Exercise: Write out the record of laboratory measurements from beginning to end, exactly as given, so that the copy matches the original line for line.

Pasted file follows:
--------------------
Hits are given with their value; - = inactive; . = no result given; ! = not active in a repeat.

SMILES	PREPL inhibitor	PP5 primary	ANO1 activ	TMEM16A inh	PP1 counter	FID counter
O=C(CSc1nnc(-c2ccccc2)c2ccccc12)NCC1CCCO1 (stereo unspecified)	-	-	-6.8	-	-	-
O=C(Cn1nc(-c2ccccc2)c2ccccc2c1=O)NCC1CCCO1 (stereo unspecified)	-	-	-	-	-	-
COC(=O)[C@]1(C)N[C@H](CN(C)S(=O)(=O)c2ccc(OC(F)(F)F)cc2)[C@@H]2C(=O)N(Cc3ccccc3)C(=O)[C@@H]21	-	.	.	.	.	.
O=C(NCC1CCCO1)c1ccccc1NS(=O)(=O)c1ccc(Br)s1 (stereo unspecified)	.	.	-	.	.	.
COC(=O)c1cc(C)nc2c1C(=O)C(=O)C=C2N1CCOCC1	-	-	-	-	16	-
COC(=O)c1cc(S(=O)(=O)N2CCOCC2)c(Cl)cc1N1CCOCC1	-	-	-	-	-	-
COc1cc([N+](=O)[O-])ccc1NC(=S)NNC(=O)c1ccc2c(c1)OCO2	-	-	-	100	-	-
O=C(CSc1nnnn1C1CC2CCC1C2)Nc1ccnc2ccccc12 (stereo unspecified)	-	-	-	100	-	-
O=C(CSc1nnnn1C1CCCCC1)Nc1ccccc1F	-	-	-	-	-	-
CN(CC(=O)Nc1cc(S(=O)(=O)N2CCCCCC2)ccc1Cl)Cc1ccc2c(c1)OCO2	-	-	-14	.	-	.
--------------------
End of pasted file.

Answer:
Hits are given with their value; - = inactive; . = no result given; ! = not active in a repeat.

SMILES	PREPL inhibitor	PP5 primary	ANO1 activ	TMEM16A inh	PP1 counter	FID counter
O=C(CSc1nnc(-c2ccccc2)c2ccccc12)NCC1CCCO1 (stereo unspecified)	-	-	-6.8	-	-	-
O=C(Cn1nc(-c2ccccc2)c2ccccc2c1=O)NCC1CCCO1 (stereo unspecified)	-	-	-	-	-	-
COC(=O)[C@]1(C)N[C@H](CN(C)S(=O)(=O)c2ccc(OC(F)(F)F)cc2)[C@@H]2C(=O)N(Cc3ccccc3)C(=O)[C@@H]21	-	.	.	.	.	.
O=C(NCC1CCCO1)c1ccccc1NS(=O)(=O)c1ccc(Br)s1 (stereo unspecified)	.	.	-	.	.	.
COC(=O)c1cc(C)nc2c1C(=O)C(=O)C=C2N1CCOCC1	-	-	-	-	16	-
COC(=O)c1cc(S(=O)(=O)N2CCOCC2)c(Cl)cc1N1CCOCC1	-	-	-	-	-	-
COc1cc([N+](=O)[O-])ccc1NC(=S)NNC(=O)c1ccc2c(c1)OCO2	-	-	-	100	-	-
O=C(CSc1nnnn1C1CC2CCC1C2)Nc1ccnc2ccccc12 (stereo unspecified)	-	-	-	100	-	-
O=C(CSc1nnnn1C1CCCCC1)Nc1ccccc1F	-	-	-	-	-	-
CN(CC(=O)Nc1cc(S(=O)(=O)N2CCCCCC2)ccc1Cl)Cc1ccc2c(c1)OCO2	-	-	-14	.	-	.